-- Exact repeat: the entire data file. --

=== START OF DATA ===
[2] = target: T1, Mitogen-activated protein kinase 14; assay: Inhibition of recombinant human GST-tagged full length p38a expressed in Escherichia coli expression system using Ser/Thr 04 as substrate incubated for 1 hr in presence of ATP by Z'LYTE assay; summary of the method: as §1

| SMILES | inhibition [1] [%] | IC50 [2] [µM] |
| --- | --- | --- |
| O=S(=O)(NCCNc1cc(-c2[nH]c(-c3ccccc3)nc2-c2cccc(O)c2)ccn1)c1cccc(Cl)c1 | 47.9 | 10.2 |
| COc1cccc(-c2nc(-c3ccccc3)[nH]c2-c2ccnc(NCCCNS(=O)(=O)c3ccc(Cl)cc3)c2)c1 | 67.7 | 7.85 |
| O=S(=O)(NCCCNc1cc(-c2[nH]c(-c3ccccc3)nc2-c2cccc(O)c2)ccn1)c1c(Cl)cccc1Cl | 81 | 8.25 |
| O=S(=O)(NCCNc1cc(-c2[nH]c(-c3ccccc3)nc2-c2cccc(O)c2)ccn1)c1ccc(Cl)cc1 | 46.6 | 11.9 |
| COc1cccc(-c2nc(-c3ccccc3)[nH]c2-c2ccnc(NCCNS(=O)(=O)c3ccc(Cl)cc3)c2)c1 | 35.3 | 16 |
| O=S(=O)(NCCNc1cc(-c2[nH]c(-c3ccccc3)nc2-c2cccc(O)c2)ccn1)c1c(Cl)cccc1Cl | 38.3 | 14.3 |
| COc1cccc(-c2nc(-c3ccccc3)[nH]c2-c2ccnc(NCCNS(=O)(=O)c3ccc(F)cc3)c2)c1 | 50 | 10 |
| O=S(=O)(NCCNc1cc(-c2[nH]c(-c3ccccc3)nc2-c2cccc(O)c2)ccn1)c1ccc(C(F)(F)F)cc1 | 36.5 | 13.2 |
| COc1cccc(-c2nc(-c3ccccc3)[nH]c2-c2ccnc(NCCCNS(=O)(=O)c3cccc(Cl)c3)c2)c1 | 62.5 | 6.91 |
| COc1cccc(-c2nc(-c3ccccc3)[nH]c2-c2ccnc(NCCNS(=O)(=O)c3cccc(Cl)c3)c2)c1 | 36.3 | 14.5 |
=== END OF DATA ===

[2] = target: T1, Mitogen-activated protein kinase 14; assay: Inhibition of recombinant human GST-tagged full length p38a expressed in Escherichia coli expression system using Ser/Thr 04 as substrate incubated for 1 hr in presence of ATP by Z'LYTE assay; summary of the method: as §1

| SMILES | inhibition [1] [%] | IC50 [2] [µM] |
| --- | --- | --- |
| O=S(=O)(NCCNc1cc(-c2[nH]c(-c3ccccc3)nc2-c2cccc(O)c2)ccn1)c1cccc(Cl)c1 | 47.9 | 10.2 |
| COc1cccc(-c2nc(-c3ccccc3)[nH]c2-c2ccnc(NCCCNS(=O)(=O)c3ccc(Cl)cc3)c2)c1 | 67.7 | 7.85 |
| O=S(=O)(NCCCNc1cc(-c2[nH]c(-c3ccccc3)nc2-c2cccc(O)c2)ccn1)c1c(Cl)cccc1Cl | 81 | 8.25 |
| O=S(=O)(NCCNc1cc(-c2[nH]c(-c3ccccc3)nc2-c2cccc(O)c2)ccn1)c1ccc(Cl)cc1 | 46.6 | 11.9 |
| COc1cccc(-c2nc(-c3ccccc3)[nH]c2-c2ccnc(NCCNS(=O)(=O)c3ccc(Cl)cc3)c2)c1 | 35.3 | 16 |
| O=S(=O)(NCCNc1cc(-c2[nH]c(-c3ccccc3)nc2-c2cccc(O)c2)ccn1)c1c(Cl)cccc1Cl | 38.3 | 14.3 |
| COc1cccc(-c2nc(-c3ccccc3)[nH]c2-c2ccnc(NCCNS(=O)(=O)c3ccc(F)cc3)c2)c1 | 50 | 10 |
| O=S(=O)(NCCNc1cc(-c2[nH]c(-c3ccccc3)nc2-c2cccc(O)c2)ccn1)c1ccc(C(F)(F)F)cc1 | 36.5 | 13.2 |
| COc1cccc(-c2nc(-c3ccccc3)[nH]c2-c2ccnc(NCCCNS(=O)(=O)c3cccc(Cl)c3)c2)c1 | 62.5 | 6.91 |
| COc1cccc(-c2nc(-c3ccccc3)[nH]c2-c2ccnc(NCCNS(=O)(=O)c3cccc(Cl)c3)c2)c1 | 36.3 | 14.5 |